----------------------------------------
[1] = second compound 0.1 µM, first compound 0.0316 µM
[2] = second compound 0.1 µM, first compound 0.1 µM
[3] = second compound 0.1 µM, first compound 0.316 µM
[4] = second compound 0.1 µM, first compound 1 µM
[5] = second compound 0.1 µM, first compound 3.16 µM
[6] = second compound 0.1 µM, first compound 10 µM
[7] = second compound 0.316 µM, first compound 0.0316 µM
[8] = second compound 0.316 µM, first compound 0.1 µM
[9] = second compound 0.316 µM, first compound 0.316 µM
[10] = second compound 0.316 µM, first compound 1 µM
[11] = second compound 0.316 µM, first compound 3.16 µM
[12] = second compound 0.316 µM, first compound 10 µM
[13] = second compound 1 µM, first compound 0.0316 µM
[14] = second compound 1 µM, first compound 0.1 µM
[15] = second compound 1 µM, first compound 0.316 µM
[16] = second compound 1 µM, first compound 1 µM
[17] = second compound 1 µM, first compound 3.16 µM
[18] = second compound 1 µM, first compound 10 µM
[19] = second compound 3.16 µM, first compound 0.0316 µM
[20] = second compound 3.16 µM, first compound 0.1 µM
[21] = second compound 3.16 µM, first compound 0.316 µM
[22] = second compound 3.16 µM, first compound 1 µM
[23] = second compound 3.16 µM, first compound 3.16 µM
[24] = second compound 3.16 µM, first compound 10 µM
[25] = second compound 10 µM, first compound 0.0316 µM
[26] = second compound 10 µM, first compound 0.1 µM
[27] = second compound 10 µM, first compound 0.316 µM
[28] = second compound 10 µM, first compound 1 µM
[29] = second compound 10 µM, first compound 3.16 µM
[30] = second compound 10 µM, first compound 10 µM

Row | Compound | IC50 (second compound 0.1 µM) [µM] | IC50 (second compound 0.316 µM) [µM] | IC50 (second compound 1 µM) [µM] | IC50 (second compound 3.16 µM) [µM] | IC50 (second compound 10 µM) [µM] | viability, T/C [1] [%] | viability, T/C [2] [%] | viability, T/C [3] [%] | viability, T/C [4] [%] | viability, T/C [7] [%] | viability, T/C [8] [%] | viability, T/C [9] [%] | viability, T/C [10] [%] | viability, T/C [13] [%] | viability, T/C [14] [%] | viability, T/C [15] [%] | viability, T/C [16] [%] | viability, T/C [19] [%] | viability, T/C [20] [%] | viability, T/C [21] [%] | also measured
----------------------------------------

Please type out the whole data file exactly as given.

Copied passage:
[1] = second compound 0.1 µM, first compound 0.0316 µM
[2] = second compound 0.1 µM, first compound 0.1 µM
[3] = second compound 0.1 µM, first compound 0.316 µM
[4] = second compound 0.1 µM, first compound 1 µM
[5] = second compound 0.1 µM, first compound 3.16 µM
[6] = second compound 0.1 µM, first compound 10 µM
[7] = second compound 0.316 µM, first compound 0.0316 µM
[8] = second compound 0.316 µM, first compound 0.1 µM
[9] = second compound 0.316 µM, first compound 0.316 µM
[10] = second compound 0.316 µM, first compound 1 µM
[11] = second compound 0.316 µM, first compound 3.16 µM
[12] = second compound 0.316 µM, first compound 10 µM
[13] = second compound 1 µM, first compound 0.0316 µM
[14] = second compound 1 µM, first compound 0.1 µM
[15] = second compound 1 µM, first compound 0.316 µM
[16] = second compound 1 µM, first compound 1 µM
[17] = second compound 1 µM, first compound 3.16 µM
[18] = second compound 1 µM, first compound 10 µM
[19] = second compound 3.16 µM, first compound 0.0316 µM
[20] = second compound 3.16 µM, first compound 0.1 µM
[21] = second compound 3.16 µM, first compound 0.316 µM
[22] = second compound 3.16 µM, first compound 1 µM
[23] = second compound 3.16 µM, first compound 3.16 µM
[24] = second compound 3.16 µM, first compound 10 µM
[25] = second compound 10 µM, first compound 0.0316 µM
[26] = second compound 10 µM, first compound 0.1 µM
[27] = second compound 10 µM, first compound 0.316 µM
[28] = second compound 10 µM, first compound 1 µM
[29] = second compound 10 µM, first compound 3.16 µM
[30] = second compound 10 µM, first compound 10 µM

Row | Compound | IC50 (second compound 0.1 µM) [µM] | IC50 (second compound 0.316 µM) [µM] | IC50 (second compound 1 µM) [µM] | IC50 (second compound 3.16 µM) [µM] | IC50 (second compound 10 µM) [µM] | viability, T/C [1] [%] | viability, T/C [2] [%] | viability, T/C [3] [%] | viability, T/C [4] [%] | viability, T/C [7] [%] | viability, T/C [8] [%] | viability, T/C [9] [%] | viability, T/C [10] [%] | viability, T/C [13] [%] | viability, T/C [14] [%] | viability, T/C [15] [%] | viability, T/C [16] [%] | viability, T/C [19] [%] | viability, T/C [20] [%] | viability, T/C [21] [%] | also measured